There was a flurry of activity at the Orioles' spring training complex this past week as the club held a January minicamp for the third straight season.
The camp took place for the first time down at the Ed Smith Stadium complex in Sarasota, Fla., after being in Baltimore the past two years during the week leading up to FanFest. But since FanFest is so late this year – it is Feb 1, just 12 days before pitchers and catchers report to spring training – Orioles manager Buck Showalter decided to hold it in Florida.
And it really was the perfect scenario. With the exception of one rainy day, the weather was nice. The camp's participants could work with plenty of space on the back fields. The only complaint Showalter heard was that they lost too many balls taking batting practice on the Camden Yards field on Wednesday, so on the final day, they switched to another field where hitters like Nolan Reimold and Delmon Young took swings into an unforgiving wind that yielded much fewer lost balls.
Over the course of the camp, the Orioles added to their spring training roster – signing Young and right-hander Alfredo Aceves to minor league deals with invitations to major league spring training. They also brought in Jack Cust for a three-day tryout, but the 35-year-old can likely only hope for an invitation to the early minor league camp. Former Tampa Bay Rays catcher Shawn Riggans also came Wednesday looking for a job and joked that he would even park cars come spring training. But Riggans was also realistic that he was a long shot.
They also agreed to terms with outfielder Tyler Colvin, pending a physical. The team still hasn't announced that one yet. After all these additions, lockers in the main clubhouse in Sarasota are running out.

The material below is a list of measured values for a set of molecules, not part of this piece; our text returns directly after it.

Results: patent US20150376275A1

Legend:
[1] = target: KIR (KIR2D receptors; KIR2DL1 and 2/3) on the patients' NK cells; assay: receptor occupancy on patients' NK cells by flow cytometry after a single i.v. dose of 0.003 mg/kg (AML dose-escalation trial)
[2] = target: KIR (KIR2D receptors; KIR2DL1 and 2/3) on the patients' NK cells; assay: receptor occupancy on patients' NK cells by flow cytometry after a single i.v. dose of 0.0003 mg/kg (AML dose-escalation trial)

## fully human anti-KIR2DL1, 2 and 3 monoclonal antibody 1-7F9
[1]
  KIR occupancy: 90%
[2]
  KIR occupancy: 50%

I got a head start on some of the early spring storylines. Kevin Gausman put on 12 pounds in the offseason, but he still looks lean, which is good. Henry Urrutia put on 18 pounds and he looks jacked, which is also good.
Seeing Dylan Bundy throw from 60 feet as the latest step in his rehab had to be good news for Orioles fans. As he usually does, reliever Tommy Hunter kept the mood light by cracking jokes.
From a observation perspective, it's always good to see some of these guys in a relaxed environment, especially before the daily regimen of spring training occurs.
And there were definitely some participants who raised their stock this week, so here's my take on the big winners coming out of minicamp.
The 26-year-old Urrutia was the only non-catcher position player not coming off injury on the 40-man roster to attend the camp. That's a mouthful, but it means a lot. After making his professional and major league debuts last season, he knows he will be battling for a roster spot in camp this spring. From the guy I first saw last spring training, Urrutia looks entirely different. After playing at 183 pounds last season, he weighed 201 on Thursday. His shoulders are broader, he has more definition in his arms, and he said strengthening his legs has helped him drive the ball better. Since coming back from an impressive Arizona Fall League, he's made Sarasota his home and he's been working out four days a week. That drive seems to have impressed Showalter, who praised how dedicated Urrutia has been on improving his defense. The Cuban defector also seems to have made the necessary adjustments to life in the United States, picking up the culture and learning English well.